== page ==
Council warned over discharge 

The Mangauika Stream’s backwash pond showing the desludging process. 

A discharge into the Mangauika Stream near Pirongia, which supplies treated drinking water to Te Awamutu and Pirongia, has copped Waipā District Council a formal warning from Waikato Regional Council.

The stream, which arises from Mount Pirongia and flows into the Waipā River, is downstream from the council’s Te Tahi Water Treatment Plant.

On May 18, the backwash discharge flow rate exceeded the regional council’s resource consent limit for more than three hours.
Water Services manager Martin Mould told the Service Committee this week the non-compliance was probably caused by the draining and desludging of the backwash pond the previous day.

When the alarm went off about midday on May 18, the duty operator stopped the flow, notified the regional council and prepared an incident report.

All discharge valves from the backwash pond had been shut down but flow rates continued. An inspection of the backwash pond chamber found an open valve in the scour drain.

The flow rates exceeded the consented limit of 8.7 litres per second and reached a peak flow rate of 12.96 litres per second during the incident.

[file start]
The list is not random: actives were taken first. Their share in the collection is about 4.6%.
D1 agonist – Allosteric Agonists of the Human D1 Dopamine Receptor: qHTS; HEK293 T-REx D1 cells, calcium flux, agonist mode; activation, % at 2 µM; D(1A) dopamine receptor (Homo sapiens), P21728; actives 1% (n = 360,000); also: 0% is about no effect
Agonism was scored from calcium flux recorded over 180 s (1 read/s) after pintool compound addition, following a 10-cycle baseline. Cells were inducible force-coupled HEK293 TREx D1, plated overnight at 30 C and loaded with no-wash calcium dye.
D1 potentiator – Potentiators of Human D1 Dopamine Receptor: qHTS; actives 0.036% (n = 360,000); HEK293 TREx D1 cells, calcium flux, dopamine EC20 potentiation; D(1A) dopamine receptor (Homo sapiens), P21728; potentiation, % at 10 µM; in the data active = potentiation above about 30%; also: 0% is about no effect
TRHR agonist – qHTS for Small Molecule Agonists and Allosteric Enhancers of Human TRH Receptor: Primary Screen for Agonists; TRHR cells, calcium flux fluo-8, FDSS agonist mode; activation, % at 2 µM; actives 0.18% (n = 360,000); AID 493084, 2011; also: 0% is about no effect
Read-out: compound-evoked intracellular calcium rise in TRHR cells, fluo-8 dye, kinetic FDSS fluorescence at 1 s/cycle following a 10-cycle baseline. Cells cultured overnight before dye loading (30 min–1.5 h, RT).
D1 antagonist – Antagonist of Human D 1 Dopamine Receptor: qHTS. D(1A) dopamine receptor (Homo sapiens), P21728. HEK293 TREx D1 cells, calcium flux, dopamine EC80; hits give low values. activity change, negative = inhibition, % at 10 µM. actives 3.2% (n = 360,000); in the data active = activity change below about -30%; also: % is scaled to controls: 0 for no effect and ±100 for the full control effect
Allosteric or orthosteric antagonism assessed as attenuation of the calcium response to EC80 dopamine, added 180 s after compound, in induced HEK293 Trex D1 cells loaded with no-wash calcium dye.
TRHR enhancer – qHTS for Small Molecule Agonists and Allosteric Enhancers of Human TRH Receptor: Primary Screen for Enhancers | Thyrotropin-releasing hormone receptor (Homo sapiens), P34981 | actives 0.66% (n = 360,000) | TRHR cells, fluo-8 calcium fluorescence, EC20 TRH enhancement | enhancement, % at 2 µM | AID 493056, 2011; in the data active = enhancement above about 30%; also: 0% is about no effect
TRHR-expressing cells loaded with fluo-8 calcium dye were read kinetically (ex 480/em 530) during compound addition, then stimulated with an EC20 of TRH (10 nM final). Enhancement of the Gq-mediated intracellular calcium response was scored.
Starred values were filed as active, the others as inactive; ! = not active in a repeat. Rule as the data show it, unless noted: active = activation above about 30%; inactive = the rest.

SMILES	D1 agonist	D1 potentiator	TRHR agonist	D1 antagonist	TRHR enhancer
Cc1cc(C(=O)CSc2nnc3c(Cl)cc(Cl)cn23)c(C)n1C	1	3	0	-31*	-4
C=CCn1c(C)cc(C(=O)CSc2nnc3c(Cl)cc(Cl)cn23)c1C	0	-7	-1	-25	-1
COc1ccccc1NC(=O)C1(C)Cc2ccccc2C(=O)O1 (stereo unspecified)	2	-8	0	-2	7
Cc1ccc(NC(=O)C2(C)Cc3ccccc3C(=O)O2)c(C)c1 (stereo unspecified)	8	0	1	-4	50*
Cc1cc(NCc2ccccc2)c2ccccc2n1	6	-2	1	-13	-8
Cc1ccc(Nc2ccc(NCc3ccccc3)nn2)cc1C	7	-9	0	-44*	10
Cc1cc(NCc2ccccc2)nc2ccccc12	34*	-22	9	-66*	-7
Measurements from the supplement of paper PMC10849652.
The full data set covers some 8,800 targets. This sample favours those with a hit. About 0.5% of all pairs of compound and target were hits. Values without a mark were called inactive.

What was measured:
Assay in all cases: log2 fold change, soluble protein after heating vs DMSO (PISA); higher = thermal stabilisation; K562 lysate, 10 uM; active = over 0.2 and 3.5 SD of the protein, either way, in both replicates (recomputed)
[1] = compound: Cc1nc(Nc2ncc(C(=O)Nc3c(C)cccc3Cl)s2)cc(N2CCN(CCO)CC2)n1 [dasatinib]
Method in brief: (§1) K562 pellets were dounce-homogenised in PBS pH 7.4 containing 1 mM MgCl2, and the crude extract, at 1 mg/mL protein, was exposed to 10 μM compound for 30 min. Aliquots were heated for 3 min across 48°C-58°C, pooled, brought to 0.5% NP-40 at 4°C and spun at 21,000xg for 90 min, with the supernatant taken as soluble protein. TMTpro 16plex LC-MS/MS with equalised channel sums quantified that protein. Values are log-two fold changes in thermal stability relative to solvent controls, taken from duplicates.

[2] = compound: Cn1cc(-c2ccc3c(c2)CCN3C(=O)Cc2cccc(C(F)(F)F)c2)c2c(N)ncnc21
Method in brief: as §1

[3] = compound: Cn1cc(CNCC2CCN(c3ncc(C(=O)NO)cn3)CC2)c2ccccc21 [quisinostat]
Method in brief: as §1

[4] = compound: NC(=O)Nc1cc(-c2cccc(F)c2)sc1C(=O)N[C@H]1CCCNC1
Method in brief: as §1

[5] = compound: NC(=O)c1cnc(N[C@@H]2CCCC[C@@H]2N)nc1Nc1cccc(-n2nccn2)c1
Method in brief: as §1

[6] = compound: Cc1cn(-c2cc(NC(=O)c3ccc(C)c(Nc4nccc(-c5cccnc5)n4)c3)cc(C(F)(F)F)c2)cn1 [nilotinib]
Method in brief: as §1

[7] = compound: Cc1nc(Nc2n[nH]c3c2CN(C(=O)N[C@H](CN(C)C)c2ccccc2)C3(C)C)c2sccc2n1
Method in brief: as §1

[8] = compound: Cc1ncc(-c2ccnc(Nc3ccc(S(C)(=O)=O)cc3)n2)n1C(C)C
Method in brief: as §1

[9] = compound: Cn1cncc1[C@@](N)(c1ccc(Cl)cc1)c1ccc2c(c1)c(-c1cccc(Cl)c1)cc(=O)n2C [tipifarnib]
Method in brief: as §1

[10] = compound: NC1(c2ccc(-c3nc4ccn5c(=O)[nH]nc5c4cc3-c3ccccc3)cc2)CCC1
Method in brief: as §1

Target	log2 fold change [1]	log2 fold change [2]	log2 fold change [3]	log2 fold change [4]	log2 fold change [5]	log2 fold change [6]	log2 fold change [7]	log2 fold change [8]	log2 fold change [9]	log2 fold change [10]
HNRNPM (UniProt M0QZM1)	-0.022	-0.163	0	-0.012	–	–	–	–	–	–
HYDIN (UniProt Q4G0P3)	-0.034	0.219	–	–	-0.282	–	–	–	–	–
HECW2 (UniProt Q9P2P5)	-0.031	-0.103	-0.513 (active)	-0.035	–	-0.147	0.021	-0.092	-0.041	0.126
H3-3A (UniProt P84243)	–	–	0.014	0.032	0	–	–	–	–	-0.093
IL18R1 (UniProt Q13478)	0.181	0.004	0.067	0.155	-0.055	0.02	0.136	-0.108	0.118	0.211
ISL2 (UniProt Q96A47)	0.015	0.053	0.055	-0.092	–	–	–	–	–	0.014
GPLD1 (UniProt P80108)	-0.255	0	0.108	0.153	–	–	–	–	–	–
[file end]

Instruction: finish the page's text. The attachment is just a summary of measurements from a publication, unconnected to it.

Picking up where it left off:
Once that valve was turned off, the flow into the stream stopped.

Readings taken at the discharge spot and downstream showed no evidence of any sludge discharges.

The valve handle was removed on May 24 to prevent any other accidental opening, said Mould.

Councillor Susan O’Regan said she was concerned it took so long for elected representatives to find out. The first she knew about it was when the Service Committee agenda was published.

“With something as crucial as water supply, we need some really clear assurances,” she said, that there would not be other instances.

The Pirongia reservoir was opened on the Maungauika Stream in 1914.

The stream is a water quality and ecology site. It is hard-bottomed with the stream bed consisting of cobbles and bounders while the predominant vegetation upstream is indigenous forest. The stream passes through dense native forest with no stock access and good riparian cover.

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